The Likeness Review
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If you think back to high school or college, you’ll probably remember the small group of friends that you hung around with. Back then, you might have wanted to spend the rest of your life with those friends and shut the world out—because they “got” you. But then the sane part of you spoke up, and you realized that high school ends, college ends, and friendships, no matter how close, scatter until there’s nothing left but fond memories. For the five friends in The Likeness, though, sanity stayed quiet, and disaster followed soon after.

On a cold morning, a woman is found dead from a stab wound in an abandoned cottage just outside of Glenskehy, Ireland. Detective Sam O’Neill makes a frantic call to Cassie Maddox, who’s now working Domestic Violence, and is relieved to find her alive. The dead woman looks exactly like Cassie—and, to make it even more chilling, the woman is carrying the ID of Alexandra Madison, an alias that Cassie used undercover years ago.

  
 
Cassie’s former boss, Frank Mackey, decides to send Cassie into Whitethorn House, where Alexandra (Lexie) lived with a group of college friends. Frank has suspicions that the remaining four friends may have had something to do with Lexie’s death.

Though she’s not completely over her last case with her former partner Rob Ryan, Cassie still goes in and becomes deeply involved with the strange university friends. She finds herself becoming emotionally involved, enjoying their simplistic way of living. It becomes seductive, and Cassie loses her objectivity and comes dangerously close to losing her identity.

The Likeness is so incredibly gloomy that I often felt a heavy weight on my heart as I read. I couldn’t wait to get to the end so I could shut the book and forget it. But, in another sense, I got so caught up in the lives of these characters that it was almost scary—not to mention disturbing. The mystery surrounding each one—especially their pasts and the secrets you know they’ve kept hidden below the surface—will draw you in, and you’ll want to uncover everything about them. The simplicity of what they wanted from life—to be together always and left alone by the rest of the world—is so seductive that I couldn’t help but want it, too, even when things start to fall apart. I could see why Cassie was seduced by it.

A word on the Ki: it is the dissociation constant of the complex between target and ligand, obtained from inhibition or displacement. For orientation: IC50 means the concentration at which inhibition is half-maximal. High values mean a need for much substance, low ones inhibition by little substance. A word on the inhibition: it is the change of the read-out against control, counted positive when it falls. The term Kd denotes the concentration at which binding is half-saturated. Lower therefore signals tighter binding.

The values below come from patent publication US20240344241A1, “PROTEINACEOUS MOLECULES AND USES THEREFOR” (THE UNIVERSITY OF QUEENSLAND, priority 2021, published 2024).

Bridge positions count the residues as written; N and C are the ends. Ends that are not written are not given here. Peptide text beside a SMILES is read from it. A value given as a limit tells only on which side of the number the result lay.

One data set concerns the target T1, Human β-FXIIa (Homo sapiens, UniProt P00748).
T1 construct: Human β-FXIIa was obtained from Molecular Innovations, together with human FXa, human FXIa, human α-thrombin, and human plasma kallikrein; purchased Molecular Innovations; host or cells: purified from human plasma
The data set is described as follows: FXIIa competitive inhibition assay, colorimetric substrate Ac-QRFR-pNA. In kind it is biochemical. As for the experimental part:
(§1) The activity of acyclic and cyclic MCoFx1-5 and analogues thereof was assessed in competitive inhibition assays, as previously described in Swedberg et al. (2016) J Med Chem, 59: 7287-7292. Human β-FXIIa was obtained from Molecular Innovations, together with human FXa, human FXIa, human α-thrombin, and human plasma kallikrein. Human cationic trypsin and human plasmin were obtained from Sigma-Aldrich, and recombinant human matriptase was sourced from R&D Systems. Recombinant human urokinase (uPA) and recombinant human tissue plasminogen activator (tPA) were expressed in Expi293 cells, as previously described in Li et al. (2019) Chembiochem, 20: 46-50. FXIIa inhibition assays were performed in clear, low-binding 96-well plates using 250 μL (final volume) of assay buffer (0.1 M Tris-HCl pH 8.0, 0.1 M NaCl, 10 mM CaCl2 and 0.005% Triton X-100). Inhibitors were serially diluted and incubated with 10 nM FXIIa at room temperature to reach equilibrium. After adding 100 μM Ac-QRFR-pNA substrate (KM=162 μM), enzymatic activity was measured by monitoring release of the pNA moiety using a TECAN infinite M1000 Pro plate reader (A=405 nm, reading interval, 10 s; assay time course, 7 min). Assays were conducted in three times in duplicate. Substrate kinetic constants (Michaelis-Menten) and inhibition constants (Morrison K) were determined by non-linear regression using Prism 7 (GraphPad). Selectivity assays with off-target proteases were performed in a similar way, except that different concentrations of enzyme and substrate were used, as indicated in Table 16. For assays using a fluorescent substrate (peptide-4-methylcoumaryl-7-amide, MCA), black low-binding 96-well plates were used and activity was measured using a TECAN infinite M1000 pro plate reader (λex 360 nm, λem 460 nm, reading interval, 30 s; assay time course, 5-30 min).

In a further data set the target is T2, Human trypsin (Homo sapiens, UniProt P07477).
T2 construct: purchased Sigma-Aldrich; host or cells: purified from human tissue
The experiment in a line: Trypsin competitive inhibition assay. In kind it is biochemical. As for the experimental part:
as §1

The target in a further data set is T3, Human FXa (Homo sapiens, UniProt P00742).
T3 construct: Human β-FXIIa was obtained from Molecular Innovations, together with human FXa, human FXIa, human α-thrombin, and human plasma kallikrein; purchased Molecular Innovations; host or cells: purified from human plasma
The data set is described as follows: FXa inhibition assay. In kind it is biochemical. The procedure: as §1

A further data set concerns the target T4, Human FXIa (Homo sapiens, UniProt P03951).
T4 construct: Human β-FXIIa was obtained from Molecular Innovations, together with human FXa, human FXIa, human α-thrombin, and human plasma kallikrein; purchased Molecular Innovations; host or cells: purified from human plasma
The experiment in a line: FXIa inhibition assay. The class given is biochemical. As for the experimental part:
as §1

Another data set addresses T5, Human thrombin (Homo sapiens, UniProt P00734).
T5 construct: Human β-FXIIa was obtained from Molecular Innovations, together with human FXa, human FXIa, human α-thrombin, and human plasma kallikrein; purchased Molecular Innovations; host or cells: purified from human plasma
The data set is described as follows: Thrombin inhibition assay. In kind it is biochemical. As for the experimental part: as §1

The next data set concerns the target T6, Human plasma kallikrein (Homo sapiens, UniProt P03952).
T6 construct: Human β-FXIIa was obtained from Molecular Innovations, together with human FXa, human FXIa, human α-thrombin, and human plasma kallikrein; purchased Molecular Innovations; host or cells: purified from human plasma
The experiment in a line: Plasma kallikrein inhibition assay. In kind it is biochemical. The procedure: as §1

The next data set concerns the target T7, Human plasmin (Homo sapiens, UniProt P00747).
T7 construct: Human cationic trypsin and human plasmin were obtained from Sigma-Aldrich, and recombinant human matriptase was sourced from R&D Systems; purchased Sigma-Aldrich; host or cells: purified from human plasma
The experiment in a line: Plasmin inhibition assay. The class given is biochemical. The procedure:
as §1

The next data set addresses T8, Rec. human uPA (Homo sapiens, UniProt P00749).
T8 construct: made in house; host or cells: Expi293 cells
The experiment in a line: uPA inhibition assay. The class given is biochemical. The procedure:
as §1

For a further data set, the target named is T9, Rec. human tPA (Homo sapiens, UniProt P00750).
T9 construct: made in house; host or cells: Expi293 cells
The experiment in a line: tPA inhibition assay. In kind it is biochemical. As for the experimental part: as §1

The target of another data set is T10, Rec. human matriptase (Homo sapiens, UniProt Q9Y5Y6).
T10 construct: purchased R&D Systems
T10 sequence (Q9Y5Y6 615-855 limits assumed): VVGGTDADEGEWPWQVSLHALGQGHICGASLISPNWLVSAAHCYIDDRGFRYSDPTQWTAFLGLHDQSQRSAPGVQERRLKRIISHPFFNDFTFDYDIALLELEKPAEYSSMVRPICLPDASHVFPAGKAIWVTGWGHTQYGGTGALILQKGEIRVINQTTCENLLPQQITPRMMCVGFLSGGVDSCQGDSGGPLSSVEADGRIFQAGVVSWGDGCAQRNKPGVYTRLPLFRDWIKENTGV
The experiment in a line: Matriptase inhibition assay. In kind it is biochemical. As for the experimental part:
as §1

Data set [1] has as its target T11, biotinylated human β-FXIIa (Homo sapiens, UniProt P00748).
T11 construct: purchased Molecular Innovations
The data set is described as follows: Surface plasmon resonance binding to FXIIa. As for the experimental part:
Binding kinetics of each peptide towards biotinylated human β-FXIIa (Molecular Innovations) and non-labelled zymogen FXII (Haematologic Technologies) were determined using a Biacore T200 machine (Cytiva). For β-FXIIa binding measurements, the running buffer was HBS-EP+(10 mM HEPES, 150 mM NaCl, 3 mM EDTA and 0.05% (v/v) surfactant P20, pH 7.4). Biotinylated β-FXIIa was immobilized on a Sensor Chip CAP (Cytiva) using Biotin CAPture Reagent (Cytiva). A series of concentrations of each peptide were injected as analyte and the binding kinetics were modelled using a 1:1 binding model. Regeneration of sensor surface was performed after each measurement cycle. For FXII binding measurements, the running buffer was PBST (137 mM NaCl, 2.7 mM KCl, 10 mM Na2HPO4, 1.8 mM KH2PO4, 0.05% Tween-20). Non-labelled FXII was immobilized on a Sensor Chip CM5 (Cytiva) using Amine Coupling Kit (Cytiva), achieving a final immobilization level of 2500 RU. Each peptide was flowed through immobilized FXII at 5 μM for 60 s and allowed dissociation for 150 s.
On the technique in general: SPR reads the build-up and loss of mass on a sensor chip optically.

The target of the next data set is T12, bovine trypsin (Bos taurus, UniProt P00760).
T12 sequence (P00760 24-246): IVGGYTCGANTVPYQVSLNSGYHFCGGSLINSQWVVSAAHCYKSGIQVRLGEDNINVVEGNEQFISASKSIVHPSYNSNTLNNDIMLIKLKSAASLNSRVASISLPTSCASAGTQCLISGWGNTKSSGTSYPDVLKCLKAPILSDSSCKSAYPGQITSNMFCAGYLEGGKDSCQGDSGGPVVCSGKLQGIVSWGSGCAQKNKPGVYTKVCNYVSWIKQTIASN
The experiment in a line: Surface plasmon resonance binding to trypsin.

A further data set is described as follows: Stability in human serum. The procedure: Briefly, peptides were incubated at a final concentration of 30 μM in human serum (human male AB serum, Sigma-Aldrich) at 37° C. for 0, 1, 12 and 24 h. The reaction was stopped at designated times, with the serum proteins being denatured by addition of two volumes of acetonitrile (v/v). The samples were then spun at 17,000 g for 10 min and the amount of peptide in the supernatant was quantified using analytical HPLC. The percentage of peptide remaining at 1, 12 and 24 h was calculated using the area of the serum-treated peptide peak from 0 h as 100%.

Provocative yet unfathomable, The Likeness isn’t a straightforward murder case. The in-depth makeup of each character is astounding—and you’ll feel as if these characters actually live and breathe somewhere out there. The house itself lends a creepiness to the story, because you’ll feel as if Lexie is still there, hanging out in the shadows, waiting for something you’re never quite sure of. Though it’s not a fast-paced read, your heart will still thunder in your ears as each page draws you closer to unlocking the secret of what really happened on the night Lexie Madison died.

Though the sheer depressing nature of The Likeness almost had me setting it aside for something less heavy, Tana French is a brilliant and compelling author. She’ll grab you and make you take in all the psychological horror, and you’ll be powerless to put it aside. I both loved and hated The Likeness for that very reason.

If you pick this novel up, be prepared for a deep emotional impact, and be sure to have something hilarious lined up to read next. Trust me, you’ll need it after reading The Likeness.

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